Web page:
CVS is a versioning system that keeps full backups of all changes to your source code and allows more easilly for concurrent development. There is a freely available book online describing both basic and advanced usage. For Windows users, there's also TortoiseCVS which is a CVS frontend that integrates with the Windows explorer.
You are required to keep your projects on the department CVS. Following are directions for using your CVS repository.
Your group has a repository on the grad machines at /home/luebke/446-?-CVS/ where ? is your group number. To access this, you'll have to set your CVSROOT to something like the following:
Though substitute your computing ID for mst3k and your group number for the 9 in 446-9-CVS. In TortoiseCVS, this should be available in a dialog box. In UNIX CVS (also Cygwin), just set the CVSROOT environmental variable. If for whatever reason grad13 is down, grad12 should work just as well, as should any of the grad machines that are booted into Linux.
You'll also have to specify the method by which you'll be connecting to the CVS repository. Under TortoiseCVS, this is ":ext:". Under UNIX CVS, you have to set the environment variable CVS_RSH to "ssh" and have ssh installed. More information on this should be available in the CVS book and on the TortoiseCVS webpage.
Information on how to actually use the repositories is available online from the above sources. The first thing you'll have to do is start a project with the "import" command. Remember, though: CVS doesn't understand moving files, so you might want to give some thought to project layout from the beginning. Do not alter the files directly through unix on the command line! You can really screw yourself over. If you need help, ask.
Also, the repositories are setup to send out email notifications of commits and imports to members in the group. If you aren't receiving these, you're receiving another group's, or there are other problems with this, let me know. These are being sent to your CS accounts, so if you don't check that email account, use a ".forward" file. This is an important method of communication within your group!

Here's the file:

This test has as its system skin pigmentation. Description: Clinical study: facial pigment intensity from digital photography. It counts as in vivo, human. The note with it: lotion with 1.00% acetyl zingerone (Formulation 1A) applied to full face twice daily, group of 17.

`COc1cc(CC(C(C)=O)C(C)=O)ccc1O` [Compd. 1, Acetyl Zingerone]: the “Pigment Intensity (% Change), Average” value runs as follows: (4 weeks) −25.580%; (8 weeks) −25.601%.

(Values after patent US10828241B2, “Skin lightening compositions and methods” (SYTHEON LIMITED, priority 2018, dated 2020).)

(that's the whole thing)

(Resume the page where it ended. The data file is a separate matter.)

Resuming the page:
Following are a few tools developed within the UVA computer graphics lab that we use to simplify writing 3D, OpenGL applications. They are generally poorly documented and somewhat buggy, but useful nonetheless. We'd be happy to accept patches, documentation, and to a lesser extent, bug reports on any of these tools. Some of them may be maturing over the course of this semester, as well.
gfx-tools (available for Linux, and Windows) is the package to bootstrap yourself with our toolset. It includes builds of most of our tools, and header files so that you can build dependant packages (whether of your own or of ours). Under Linux, most of our packages expect this to be in /usr/local/gfx-tools, though they're configurable. On Windows, you'll just have to set the library paths.
This package replaces GLUT, so don't even think about linking against standard GLUT and this, or using standard GLUT headers and these libraries, or gfx-tools GLUT header and standard binaries.
You may also want to take a look at using unwindows.h on either platform, as it provides some nice functionality, such as asprintf on Windows and GetTickCount on Linux in a cross-platform manner.
Of particular note is libanyview-fileio (that's "lib/libanyview-fileio3.lib" on Windows and "lib/linux/libanyview3-fileio.a" on Linux). In "include/anyview-3/fileio.h", you'll find the following functions:
This library supports ppm, png (on Linux, at least), and bmp image formats, and ply, off, and obj model formats, though ply is the only well tested format of those. You may have to link against libpng yourself.
To make use of these formats, you must include the proper header file (ppm.h, bmp.h, or avpng.h), and call the av_[format]_init function. For example, to use BMP loading, #include<anyview-3/bmp.h> and then call av_bmp_init().
GL/glh.h provides the function glhInit(const char *extensions) to which you pass a list of extensions for it to initialize. This works for both Windows and Linux.
mathlib/mathlib.h provides many common matrix and vector operations for array-typed vectors and matrices in C. It is composed mostly of preprocessor macros, but is generally very fast and will save you a lot of typing.
This class (texture.h) provides a nice wrapper for floating point textures which can also be bound as rendering targets. Builds exist for both NVidia and ATI hardware on Windows.
This class (shader.h) provides a nice wrapper for both Cg and GL shaders that handles a lot of the details of using a shader.
gsh (available for Linux and Windows) is a library that's included in gfx-tools, that provides a Quake-like drop-down console for debugging and interacting with your program. Take a few minutes to look at the source for gtest to figure out how this program is used. It's easy to add new functions, but it also comes with gshglcontrol, which allows you to interactively change GL state and inspect variables via glGet. Link against libgcon.a or gcon.lib for this graphical console.
Grab the demo application, gtest, for Windows.